Your work primarily concerns Birthright Israel, correct? How does your background inform the way you see your work?
My work largely concerns research connected with Taglit-Birthright Israel. However, I often lend a hand to other projects that require tricky statistics or sampling work. I’m generally interested in anything that delves into interesting methodological or analytical issues, especially if it requires digging into the literature and/or spending time staring up at the ceiling trying to figure something out. Any sort of problem solving usually appeals to me, regardless of the issue.
My background is in philosophy, which is somewhat unorthodox for a survey researcher. However, most of my knowledge of statistics is self-taught, and my background in philosophy was essential in helping me to absorb the abstract mathematical ideas lurking behind most statistical tests and formulas. In addition, difficult philosophical questions about things like causality and certainty are at the center of survey research, and I find wrestling with these issues is the most exciting part of my work here.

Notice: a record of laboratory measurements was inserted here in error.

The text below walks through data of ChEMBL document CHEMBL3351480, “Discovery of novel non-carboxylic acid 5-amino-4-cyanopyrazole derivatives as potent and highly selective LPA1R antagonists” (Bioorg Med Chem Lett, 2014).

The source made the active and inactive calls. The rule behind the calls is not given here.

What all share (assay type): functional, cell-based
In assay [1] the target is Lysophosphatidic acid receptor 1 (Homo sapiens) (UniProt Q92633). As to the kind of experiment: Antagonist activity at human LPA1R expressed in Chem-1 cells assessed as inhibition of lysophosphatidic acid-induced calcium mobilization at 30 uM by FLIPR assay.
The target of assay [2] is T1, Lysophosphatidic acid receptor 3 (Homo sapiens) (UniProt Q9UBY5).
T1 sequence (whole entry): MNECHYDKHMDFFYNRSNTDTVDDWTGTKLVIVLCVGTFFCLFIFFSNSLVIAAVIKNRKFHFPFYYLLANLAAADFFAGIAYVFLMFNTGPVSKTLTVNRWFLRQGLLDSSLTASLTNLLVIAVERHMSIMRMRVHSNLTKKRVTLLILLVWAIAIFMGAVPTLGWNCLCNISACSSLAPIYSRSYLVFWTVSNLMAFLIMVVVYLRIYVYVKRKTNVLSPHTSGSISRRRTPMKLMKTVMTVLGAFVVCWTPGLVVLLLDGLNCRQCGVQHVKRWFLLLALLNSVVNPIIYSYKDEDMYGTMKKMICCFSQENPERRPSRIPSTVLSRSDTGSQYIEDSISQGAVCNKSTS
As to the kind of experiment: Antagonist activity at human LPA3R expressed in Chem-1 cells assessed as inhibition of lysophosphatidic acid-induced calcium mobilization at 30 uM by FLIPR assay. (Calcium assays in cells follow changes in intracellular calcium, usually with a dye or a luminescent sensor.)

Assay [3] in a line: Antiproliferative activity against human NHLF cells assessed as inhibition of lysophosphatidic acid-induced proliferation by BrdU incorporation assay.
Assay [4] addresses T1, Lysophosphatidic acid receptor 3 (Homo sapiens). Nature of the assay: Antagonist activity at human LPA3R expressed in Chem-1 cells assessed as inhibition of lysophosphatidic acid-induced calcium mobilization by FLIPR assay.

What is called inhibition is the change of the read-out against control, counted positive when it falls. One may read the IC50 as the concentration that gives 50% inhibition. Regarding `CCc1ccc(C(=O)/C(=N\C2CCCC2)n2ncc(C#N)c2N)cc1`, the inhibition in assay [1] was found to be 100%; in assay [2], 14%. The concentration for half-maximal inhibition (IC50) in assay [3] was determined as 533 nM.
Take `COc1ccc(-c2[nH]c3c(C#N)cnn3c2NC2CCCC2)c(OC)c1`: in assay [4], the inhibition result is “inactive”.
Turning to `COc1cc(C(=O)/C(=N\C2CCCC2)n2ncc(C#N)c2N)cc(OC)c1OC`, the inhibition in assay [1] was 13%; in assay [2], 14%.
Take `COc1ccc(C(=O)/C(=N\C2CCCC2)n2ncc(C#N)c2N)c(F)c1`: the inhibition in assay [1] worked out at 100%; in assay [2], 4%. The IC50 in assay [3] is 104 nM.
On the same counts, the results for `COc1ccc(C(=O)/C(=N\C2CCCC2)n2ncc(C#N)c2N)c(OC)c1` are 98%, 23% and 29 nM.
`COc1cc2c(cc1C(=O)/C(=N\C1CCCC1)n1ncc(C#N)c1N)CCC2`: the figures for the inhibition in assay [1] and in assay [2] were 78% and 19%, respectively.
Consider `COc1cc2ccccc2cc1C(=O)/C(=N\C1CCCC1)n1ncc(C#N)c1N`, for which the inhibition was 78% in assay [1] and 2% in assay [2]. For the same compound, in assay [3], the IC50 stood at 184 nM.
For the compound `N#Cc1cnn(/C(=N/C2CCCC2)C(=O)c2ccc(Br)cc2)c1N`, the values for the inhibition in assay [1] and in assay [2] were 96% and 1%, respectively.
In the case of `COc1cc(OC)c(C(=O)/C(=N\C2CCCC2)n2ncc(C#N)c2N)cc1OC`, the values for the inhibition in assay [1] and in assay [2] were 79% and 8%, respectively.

Any thoughts about the significance of your research for academics or policymakers?
Methodologically speaking, there is a large gulf between the larger social sciences field and the bulk of Jewish social science research. Many of the techniques we use to collect and analyze data have been standard in the social sciences for the last 50 years, but are still considered new and controversial in the Jewish world, and are often badly misunderstood. One of our biggest challenges is presenting our results in a manner that is easy to understand, but doesn’t gloss over the subtleties and qualifications that are present in any form of quantitative research. My hope is that the efforts we’ve put into finding new ways to present our data can help bridge the rift between Jewish social science research and the field as a whole.